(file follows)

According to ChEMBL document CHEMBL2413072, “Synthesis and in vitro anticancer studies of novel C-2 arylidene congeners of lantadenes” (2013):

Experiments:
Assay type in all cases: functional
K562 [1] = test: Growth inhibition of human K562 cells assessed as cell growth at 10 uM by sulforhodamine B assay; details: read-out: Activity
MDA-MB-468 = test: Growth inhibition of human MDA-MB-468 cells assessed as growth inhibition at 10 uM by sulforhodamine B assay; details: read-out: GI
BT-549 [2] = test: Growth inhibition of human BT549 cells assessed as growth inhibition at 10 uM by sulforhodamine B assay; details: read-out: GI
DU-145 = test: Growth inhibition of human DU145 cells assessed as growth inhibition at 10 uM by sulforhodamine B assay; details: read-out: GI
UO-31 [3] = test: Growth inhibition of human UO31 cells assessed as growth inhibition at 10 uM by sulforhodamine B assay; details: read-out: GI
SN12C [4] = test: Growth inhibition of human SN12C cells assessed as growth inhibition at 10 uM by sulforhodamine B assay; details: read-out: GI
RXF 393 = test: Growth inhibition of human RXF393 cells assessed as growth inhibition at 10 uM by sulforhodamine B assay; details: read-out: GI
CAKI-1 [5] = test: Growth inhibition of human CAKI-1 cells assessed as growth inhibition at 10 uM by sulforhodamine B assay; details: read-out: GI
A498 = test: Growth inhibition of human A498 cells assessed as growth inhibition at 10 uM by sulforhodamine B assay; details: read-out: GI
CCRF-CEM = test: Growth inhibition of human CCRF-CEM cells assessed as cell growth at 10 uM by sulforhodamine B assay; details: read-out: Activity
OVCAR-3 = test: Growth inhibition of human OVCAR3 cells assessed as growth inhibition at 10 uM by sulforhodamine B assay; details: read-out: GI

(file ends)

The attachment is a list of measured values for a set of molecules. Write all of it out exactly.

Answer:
According to ChEMBL document CHEMBL2413072, “Synthesis and in vitro anticancer studies of novel C-2 arylidene congeners of lantadenes” (2013):

Experiments:
Assay type in all cases: functional
K562 [1] = test: Growth inhibition of human K562 cells assessed as cell growth at 10 uM by sulforhodamine B assay; details: read-out: Activity
MDA-MB-468 = test: Growth inhibition of human MDA-MB-468 cells assessed as growth inhibition at 10 uM by sulforhodamine B assay; details: read-out: GI
BT-549 [2] = test: Growth inhibition of human BT549 cells assessed as growth inhibition at 10 uM by sulforhodamine B assay; details: read-out: GI
DU-145 = test: Growth inhibition of human DU145 cells assessed as growth inhibition at 10 uM by sulforhodamine B assay; details: read-out: GI
UO-31 [3] = test: Growth inhibition of human UO31 cells assessed as growth inhibition at 10 uM by sulforhodamine B assay; details: read-out: GI
SN12C [4] = test: Growth inhibition of human SN12C cells assessed as growth inhibition at 10 uM by sulforhodamine B assay; details: read-out: GI
RXF 393 = test: Growth inhibition of human RXF393 cells assessed as growth inhibition at 10 uM by sulforhodamine B assay; details: read-out: GI
CAKI-1 [5] = test: Growth inhibition of human CAKI-1 cells assessed as growth inhibition at 10 uM by sulforhodamine B assay; details: read-out: GI
A498 = test: Growth inhibition of human A498 cells assessed as growth inhibition at 10 uM by sulforhodamine B assay; details: read-out: GI
CCRF-CEM = test: Growth inhibition of human CCRF-CEM cells assessed as cell growth at 10 uM by sulforhodamine B assay; details: read-out: Activity
OVCAR-3 = test: Growth inhibition of human OVCAR3 cells assessed as growth inhibition at 10 uM by sulforhodamine B assay; details: read-out: GI